When I mean you can choose to get a refund I also mean that you can choose the course of action to take from the following:
- Get a refund. You get the exact money back that you paid for the item usually in exchange for the faulty product.
- Get a replacement. Either the same item or a similar item of similar value.
- Keep the goods and get compensated for the drop of value caused by the problem.
I can't choose to get a refund if:
- The product has a minor failure.
- The product can be fixed in a reasonable amount of time.
This means that the supplier has the right to choose the course of action to resolve the problem.
You may be asked to send the item back and unless it costs a significant amount you will have to foot the bill.
So now that you have this faulty product what do you do?
- First thing is always communicate with the seller about your faulty product. A lot of the time a seller will be willing to give you a refund or replacement if there is a clear and indisputable product fault that the store/product is responsible for. Bring your proof of purchase if possible.
- If you turn up in person and the salesperson doesn't grant your wish then try to find a higher power like a store manager to talk to as they are usually more knowledgeable about consumer law. Put your demands in writing if needed with a copy for yourself to keep and make sure to state CLEARLY: what the problem is, what you want in return and what the law indicates you have a right to.
- If turning up in person doesn't work or it's not possible for you emailing is the best way to get a response because emails are proof of ongoing communication (phone if you want to confront the sellers but back it up with follow up emails if possible). Make sure you have dates and numbers handy. Be clear with what you want and always be courteous (it can easily sound rude online without body language).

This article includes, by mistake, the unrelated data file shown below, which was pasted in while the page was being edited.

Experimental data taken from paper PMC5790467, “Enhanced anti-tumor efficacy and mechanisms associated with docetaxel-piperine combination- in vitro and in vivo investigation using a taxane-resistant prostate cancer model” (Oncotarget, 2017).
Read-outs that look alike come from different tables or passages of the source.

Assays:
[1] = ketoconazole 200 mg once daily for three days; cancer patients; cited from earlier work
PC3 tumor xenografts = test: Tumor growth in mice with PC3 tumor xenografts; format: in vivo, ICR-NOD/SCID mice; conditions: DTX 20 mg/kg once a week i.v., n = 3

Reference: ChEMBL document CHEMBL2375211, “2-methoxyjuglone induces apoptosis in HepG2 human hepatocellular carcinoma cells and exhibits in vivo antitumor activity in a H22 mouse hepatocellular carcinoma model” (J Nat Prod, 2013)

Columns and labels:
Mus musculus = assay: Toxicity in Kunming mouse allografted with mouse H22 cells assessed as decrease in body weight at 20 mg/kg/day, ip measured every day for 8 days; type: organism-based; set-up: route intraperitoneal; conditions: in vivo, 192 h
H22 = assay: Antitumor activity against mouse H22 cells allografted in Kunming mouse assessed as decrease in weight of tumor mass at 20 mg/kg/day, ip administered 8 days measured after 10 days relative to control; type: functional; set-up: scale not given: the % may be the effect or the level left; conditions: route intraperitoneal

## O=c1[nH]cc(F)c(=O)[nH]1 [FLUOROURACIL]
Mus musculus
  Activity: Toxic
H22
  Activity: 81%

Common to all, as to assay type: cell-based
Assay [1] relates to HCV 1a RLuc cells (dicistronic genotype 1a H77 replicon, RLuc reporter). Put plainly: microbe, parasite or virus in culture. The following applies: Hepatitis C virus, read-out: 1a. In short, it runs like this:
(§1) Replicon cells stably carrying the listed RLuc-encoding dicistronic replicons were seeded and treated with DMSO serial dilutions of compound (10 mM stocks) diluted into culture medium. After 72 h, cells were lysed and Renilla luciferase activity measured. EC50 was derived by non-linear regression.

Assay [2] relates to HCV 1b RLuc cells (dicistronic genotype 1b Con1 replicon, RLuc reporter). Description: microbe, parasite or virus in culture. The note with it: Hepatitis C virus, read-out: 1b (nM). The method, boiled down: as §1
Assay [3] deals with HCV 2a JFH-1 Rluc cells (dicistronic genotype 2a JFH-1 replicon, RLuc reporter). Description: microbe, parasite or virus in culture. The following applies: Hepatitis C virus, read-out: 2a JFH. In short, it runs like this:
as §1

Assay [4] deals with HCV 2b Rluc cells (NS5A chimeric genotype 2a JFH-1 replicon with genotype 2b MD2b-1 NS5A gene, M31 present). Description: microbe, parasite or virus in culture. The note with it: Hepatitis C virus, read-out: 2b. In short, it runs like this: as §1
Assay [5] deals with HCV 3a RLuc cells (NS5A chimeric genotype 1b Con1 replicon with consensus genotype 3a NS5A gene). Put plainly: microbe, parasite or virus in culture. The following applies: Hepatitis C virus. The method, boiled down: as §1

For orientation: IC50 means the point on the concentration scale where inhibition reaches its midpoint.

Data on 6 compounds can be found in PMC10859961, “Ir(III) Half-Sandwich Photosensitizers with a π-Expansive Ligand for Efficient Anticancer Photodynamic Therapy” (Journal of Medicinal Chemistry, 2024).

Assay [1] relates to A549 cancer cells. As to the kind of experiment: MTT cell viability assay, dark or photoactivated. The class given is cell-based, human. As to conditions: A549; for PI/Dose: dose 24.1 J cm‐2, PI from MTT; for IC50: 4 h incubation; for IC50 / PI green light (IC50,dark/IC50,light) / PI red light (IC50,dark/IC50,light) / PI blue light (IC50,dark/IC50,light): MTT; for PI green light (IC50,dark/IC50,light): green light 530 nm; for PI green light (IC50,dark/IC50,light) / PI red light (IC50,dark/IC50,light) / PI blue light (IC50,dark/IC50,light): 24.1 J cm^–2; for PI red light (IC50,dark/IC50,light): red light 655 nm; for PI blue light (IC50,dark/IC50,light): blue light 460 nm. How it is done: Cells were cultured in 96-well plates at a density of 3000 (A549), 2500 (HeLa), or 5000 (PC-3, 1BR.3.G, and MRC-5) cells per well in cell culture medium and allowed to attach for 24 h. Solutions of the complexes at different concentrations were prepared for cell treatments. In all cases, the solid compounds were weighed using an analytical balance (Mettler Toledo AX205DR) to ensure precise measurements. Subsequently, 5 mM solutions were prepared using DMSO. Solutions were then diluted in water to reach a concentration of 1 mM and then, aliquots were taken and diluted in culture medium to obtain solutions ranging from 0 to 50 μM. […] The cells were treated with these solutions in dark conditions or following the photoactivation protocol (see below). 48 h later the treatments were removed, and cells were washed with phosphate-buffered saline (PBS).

- If all attempts fail and they don't agree to a refund/replacement/repair or they ignore you then it's time to go to Fair Trading to start dialogue in a three way fashion. Go online and "Lodge a General Complaint". You will have to supply information like dates, information about the seller, what the fault is, what you want in return, etc. This is a completely free resource online and they will email you a case number within days and after 2-4 weeks they usually report back with their findings. Between this period the seller may or may not contact you to sort the problem out. While it is reported that 85% of disputes get resolved the crutch is that Fair Trading has no legal powers to make anyone do anything; rather they help negotiate and bring the matter to attention.